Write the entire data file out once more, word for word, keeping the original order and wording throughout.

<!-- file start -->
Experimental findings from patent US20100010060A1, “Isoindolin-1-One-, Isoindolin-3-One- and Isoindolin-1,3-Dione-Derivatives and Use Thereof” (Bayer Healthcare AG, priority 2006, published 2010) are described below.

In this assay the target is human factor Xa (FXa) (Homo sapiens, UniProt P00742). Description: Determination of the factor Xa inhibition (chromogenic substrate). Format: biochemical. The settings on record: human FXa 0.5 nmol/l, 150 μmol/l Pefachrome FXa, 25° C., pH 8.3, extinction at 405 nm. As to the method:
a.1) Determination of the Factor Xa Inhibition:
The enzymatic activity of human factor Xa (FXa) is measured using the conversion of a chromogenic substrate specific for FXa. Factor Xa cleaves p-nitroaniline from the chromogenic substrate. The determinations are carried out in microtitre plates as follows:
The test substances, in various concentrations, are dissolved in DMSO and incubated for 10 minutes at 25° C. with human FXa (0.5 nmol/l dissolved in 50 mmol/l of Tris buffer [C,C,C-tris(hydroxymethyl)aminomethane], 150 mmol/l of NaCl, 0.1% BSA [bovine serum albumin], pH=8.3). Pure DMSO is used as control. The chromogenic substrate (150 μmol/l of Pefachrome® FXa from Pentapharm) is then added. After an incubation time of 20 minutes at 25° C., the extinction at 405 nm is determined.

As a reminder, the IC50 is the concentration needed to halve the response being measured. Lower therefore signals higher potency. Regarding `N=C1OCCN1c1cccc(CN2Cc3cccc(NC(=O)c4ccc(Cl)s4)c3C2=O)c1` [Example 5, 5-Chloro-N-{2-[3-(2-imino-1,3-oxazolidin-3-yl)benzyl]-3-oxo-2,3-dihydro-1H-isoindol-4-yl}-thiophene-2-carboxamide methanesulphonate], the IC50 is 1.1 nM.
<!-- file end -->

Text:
Experimental findings from patent US20100010060A1, “Isoindolin-1-One-, Isoindolin-3-One- and Isoindolin-1,3-Dione-Derivatives and Use Thereof” (Bayer Healthcare AG, priority 2006, published 2010) are described below.

In this assay the target is human factor Xa (FXa) (Homo sapiens, UniProt P00742). Description: Determination of the factor Xa inhibition (chromogenic substrate). Format: biochemical. The settings on record: human FXa 0.5 nmol/l, 150 μmol/l Pefachrome FXa, 25° C., pH 8.3, extinction at 405 nm. As to the method:
a.1) Determination of the Factor Xa Inhibition:
The enzymatic activity of human factor Xa (FXa) is measured using the conversion of a chromogenic substrate specific for FXa. Factor Xa cleaves p-nitroaniline from the chromogenic substrate. The determinations are carried out in microtitre plates as follows:
The test substances, in various concentrations, are dissolved in DMSO and incubated for 10 minutes at 25° C. with human FXa (0.5 nmol/l dissolved in 50 mmol/l of Tris buffer [C,C,C-tris(hydroxymethyl)aminomethane], 150 mmol/l of NaCl, 0.1% BSA [bovine serum albumin], pH=8.3). Pure DMSO is used as control. The chromogenic substrate (150 μmol/l of Pefachrome® FXa from Pentapharm) is then added. After an incubation time of 20 minutes at 25° C., the extinction at 405 nm is determined.

As a reminder, the IC50 is the concentration needed to halve the response being measured. Lower therefore signals higher potency. Regarding `N=C1OCCN1c1cccc(CN2Cc3cccc(NC(=O)c4ccc(Cl)s4)c3C2=O)c1` [Example 5, 5-Chloro-N-{2-[3-(2-imino-1,3-oxazolidin-3-yl)benzyl]-3-oxo-2,3-dihydro-1H-isoindol-4-yl}-thiophene-2-carboxamide methanesulphonate], the IC50 is 1.1 nM.